A $5 Billion Tuition Bill

$5 billion...

That's how much retail investors lost from November 2019 to June 2021 by trading options.

That tally is staggering considering that the broader market was up 40% over that time frame... And that includes the 34% COVID-induced decline in the first quarter of 2020.

While the numbers are staggering, they are not surprising... at least to me.

Options get a bad reputation for good reason. If you don't know what you are doing when you trade options, you can lose money fast. It's an expensive education.

A new study, "Retail Trading in Options and the Rise of the Big Three Wholesalers," proves it. From a recent Bloomberg article, "Mom and Pop Investors Took a Billion-Dollar Bath Trading Options During the Pandemic"...

Spurred by Reddit posts and urged on by Twitter and TikTok influencers, daily volume in bullish contracts set record after record as stuck-at-home tinkerers flocked to the contracts in an effort to juice up returns.

Researchers Svetlana Bryzgalova, Anna Pavlova and Taisiya Sikorskaya estimated that retail investors lost $1.14 billion trading options from November 2019 to June 2021, assuming a 10-day holding period. Trading costs ate up an additional $4.13 billion. To measure the performance of nonprofessional traders, the authors tracked options orders coded as originating with retail brokerages and sent to high-volume market makers known as wholesalers.

During the pandemic, with everyone bored at home, many investors turned into options traders overnight. They wanted to gamble, and they wanted fast gains... Options provide that.

The chart below looks at the number of call options (a bullish bet) that were bought for 10 contracts or fewer.

We know these folks were mom-and-pop investors because it's rare you'll see a big bank or hedge fund trade in such low amounts. These massive institutions trade hundreds of contracts per trade. When you see 10 or fewer contracts, it's usually by an individual investor hoping to score big.

In an era of zero-commission trading, options activity has skyrocketed...

The reason many of these bullish bets didn't pay off was because they were far too speculative.

You see, if you buy a call option and the underlying stock shoots up in a short period of time, it's easy to double or triple your money. The more you bet the stock will go up, the more your potential return will be.

For this reason, greed blinds a lot of new traders. They get sucked into the lure of life-changing gains... All without realizing these are ultra-low probability bets.

Here's more from Bloomberg giving an example of how foolish some of these new option traders were...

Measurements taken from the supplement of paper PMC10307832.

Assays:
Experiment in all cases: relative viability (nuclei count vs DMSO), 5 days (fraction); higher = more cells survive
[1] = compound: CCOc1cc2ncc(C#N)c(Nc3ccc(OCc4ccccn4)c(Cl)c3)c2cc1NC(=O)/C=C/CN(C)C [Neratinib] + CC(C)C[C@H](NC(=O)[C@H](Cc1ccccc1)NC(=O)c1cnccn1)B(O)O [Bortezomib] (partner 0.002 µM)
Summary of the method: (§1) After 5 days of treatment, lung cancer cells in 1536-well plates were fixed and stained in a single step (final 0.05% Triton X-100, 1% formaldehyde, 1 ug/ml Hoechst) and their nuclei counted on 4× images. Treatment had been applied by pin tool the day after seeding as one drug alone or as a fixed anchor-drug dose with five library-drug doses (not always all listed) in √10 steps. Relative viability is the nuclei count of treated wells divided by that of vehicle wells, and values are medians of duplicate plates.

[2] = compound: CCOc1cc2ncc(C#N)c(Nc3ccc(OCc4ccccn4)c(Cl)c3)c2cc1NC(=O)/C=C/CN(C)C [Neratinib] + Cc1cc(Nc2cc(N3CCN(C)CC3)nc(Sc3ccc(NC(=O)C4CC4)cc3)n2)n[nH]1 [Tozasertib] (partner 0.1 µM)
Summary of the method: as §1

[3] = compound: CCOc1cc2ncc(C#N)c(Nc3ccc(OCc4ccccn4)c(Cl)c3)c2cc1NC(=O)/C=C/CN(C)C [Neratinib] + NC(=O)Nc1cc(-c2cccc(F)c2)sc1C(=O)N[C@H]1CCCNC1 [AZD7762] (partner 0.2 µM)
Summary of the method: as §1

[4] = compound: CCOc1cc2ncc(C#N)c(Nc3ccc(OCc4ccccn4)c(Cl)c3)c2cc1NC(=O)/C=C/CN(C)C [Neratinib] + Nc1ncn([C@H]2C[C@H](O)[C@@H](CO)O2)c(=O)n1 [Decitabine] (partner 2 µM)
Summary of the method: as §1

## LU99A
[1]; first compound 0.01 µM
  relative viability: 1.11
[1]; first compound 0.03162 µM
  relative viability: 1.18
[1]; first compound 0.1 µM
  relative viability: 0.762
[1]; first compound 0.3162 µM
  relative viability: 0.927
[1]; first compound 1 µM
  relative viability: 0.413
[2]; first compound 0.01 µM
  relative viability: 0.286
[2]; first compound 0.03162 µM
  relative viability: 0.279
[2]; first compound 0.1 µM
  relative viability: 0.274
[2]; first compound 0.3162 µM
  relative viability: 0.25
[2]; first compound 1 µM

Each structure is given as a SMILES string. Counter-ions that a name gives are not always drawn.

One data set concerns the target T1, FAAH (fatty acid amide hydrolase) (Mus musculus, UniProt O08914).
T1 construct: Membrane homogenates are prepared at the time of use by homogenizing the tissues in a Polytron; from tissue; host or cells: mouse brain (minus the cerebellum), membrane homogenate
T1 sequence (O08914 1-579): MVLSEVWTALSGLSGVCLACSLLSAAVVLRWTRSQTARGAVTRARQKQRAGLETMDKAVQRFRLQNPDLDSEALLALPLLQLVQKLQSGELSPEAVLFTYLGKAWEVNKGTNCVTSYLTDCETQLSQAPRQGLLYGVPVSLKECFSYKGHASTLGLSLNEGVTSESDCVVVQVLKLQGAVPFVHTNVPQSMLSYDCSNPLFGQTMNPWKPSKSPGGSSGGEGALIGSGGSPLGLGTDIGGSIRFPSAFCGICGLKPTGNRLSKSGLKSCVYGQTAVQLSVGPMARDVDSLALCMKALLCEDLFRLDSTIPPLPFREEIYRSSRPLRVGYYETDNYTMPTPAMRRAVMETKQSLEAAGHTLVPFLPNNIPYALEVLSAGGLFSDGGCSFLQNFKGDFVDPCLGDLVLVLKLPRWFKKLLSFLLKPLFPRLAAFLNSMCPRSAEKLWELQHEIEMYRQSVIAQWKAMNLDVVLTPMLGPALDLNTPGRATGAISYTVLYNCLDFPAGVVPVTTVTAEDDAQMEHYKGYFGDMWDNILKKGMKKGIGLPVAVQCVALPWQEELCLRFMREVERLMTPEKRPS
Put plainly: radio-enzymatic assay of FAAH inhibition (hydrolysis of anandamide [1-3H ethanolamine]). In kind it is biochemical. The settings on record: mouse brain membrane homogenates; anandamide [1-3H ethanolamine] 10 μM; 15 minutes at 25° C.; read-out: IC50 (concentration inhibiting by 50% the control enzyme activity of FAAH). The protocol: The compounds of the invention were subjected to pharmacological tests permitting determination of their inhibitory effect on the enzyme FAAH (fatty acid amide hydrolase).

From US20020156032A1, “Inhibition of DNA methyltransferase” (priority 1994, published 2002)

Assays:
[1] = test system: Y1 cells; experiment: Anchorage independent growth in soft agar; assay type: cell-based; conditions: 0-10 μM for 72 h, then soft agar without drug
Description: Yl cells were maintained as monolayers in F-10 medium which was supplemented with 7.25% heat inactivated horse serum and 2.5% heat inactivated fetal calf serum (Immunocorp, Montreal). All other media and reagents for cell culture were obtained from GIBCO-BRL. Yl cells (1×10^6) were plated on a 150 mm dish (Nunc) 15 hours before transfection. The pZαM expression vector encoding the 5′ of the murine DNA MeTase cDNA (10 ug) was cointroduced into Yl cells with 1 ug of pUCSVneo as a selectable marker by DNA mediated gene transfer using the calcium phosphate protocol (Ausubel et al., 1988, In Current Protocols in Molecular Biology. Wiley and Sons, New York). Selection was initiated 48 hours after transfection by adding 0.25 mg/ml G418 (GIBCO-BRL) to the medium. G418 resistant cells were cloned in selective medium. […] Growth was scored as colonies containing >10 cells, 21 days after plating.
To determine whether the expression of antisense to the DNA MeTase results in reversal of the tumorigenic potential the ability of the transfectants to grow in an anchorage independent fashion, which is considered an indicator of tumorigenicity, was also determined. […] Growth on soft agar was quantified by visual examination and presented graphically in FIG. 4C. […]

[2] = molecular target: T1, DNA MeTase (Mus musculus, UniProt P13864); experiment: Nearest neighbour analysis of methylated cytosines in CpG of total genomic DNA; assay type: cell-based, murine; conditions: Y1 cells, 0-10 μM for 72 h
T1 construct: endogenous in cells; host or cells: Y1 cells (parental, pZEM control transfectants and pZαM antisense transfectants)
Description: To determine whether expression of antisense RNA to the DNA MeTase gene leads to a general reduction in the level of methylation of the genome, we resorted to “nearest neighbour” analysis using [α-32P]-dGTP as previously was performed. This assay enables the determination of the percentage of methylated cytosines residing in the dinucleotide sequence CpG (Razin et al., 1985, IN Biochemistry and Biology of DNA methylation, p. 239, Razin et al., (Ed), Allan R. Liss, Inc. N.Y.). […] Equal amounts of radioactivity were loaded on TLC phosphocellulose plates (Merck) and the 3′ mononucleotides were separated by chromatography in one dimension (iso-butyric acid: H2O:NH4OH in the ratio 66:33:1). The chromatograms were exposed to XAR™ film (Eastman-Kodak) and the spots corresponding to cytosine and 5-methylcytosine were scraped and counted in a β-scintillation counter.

But at the peak of the frenzy in 2021, small-time traders were buying more than 23 million call options a week, according to Options Clearing Council data compiled by Jason Goepfert at Sundial Capital Research. That's way above any other period going back to 2000. Sundial defines small-time as a trader who buy or sells 10 or fewer contracts at a time.

The derring-do of newcomers was frequently called out by Wall Street. One tactic in particular – buying out-of-the-money calls days or hours before they were likely to expire – was pilloried as a newbie gambler's mistake. In one celebrated instance, more than 50,000 contracts effectively betting that GameStop would surge sevenfold changed hands on Feb. 25, 2021. The option expired the next day.

Think about that for a second... There was real money being bet that GameStop (GME) would move up 600% in just one day.

Absolutely absurd.

As I've said many times before, options are only dangerous if you want them to be. The way my team and I use options is ultra-safe... In fact, you'll have less risk than a normal buy-and-hold investor.

That's why my options selling portfolio has held up much better during this market correction than many all-stock portfolios. (You can learn more about my strategy here.)

The way I use options is for income.

But they can also be used as a form of insurance – returning you big gains if markets do fall.

Last Wednesday, I talked about how my colleagues Greg Diamond and Jeff Havenstein wrote about two specific options strategies to profit from a falling market.

Greg uses the first strategy in his Ten Stock Trader newsletter. And today, Greg is warning about an "aftershock" that's coming on May 25.

If you read Greg's work in Stansberry's Financial Survival Program, you'll know Greg thinks there are four phases to a bear market... the initial decline, the relief rally, panic, and finally, the bottom.

According to Greg, we are in the panic phase. And that means stocks can still fall from here.

To learn more about Greg's specific prediction, click here.

What We're Reading...

Here's to our health, wealth, and a great retirement,

Dr. David Eifrig and the Health & Wealth Bulletin Research Team
May 18, 2022